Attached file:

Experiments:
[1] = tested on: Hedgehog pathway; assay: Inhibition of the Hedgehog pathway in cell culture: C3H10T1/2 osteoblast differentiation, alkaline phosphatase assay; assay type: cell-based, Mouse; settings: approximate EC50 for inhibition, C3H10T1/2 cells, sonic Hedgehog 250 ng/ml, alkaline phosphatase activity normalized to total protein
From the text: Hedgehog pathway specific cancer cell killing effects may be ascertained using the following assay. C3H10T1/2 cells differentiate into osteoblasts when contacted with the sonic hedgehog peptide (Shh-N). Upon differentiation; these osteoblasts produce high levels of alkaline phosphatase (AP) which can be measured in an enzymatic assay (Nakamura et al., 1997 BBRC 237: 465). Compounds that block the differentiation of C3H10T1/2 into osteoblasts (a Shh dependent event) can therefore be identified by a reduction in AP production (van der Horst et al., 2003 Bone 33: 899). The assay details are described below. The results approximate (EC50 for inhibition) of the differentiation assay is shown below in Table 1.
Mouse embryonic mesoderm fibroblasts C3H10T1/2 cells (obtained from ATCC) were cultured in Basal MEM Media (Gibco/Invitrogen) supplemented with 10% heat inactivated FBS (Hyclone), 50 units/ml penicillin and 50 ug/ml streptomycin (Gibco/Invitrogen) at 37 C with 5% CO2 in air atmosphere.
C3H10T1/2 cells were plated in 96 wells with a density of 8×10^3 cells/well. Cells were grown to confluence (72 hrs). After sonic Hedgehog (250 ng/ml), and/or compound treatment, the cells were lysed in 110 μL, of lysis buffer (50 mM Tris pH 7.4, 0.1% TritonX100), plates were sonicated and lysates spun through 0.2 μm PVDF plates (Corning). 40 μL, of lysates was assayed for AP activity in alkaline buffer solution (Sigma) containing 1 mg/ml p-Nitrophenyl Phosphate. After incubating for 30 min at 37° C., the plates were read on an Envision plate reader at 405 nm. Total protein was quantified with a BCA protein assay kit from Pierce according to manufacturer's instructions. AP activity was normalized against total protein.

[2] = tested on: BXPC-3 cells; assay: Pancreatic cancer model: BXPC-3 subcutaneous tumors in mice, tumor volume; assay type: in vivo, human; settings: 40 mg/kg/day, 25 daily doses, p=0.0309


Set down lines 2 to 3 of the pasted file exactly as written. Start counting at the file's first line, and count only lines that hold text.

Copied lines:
[1] = tested on: Hedgehog pathway; assay: Inhibition of the Hedgehog pathway in cell culture: C3H10T1/2 osteoblast differentiation, alkaline phosphatase assay; assay type: cell-based, Mouse; settings: approximate EC50 for inhibition, C3H10T1/2 cells, sonic Hedgehog 250 ng/ml, alkaline phosphatase activity normalized to total protein
From the text: Hedgehog pathway specific cancer cell killing effects may be ascertained using the following assay. C3H10T1/2 cells differentiate into osteoblasts when contacted with the sonic hedgehog peptide (Shh-N). Upon differentiation; these osteoblasts produce high levels of alkaline phosphatase (AP) which can be measured in an enzymatic assay (Nakamura et al., 1997 BBRC 237: 465). Compounds that block the differentiation of C3H10T1/2 into osteoblasts (a Shh dependent event) can therefore be identified by a reduction in AP production (van der Horst et al., 2003 Bone 33: 899). The assay details are described below. The results approximate (EC50 for inhibition) of the differentiation assay is shown below in Table 1.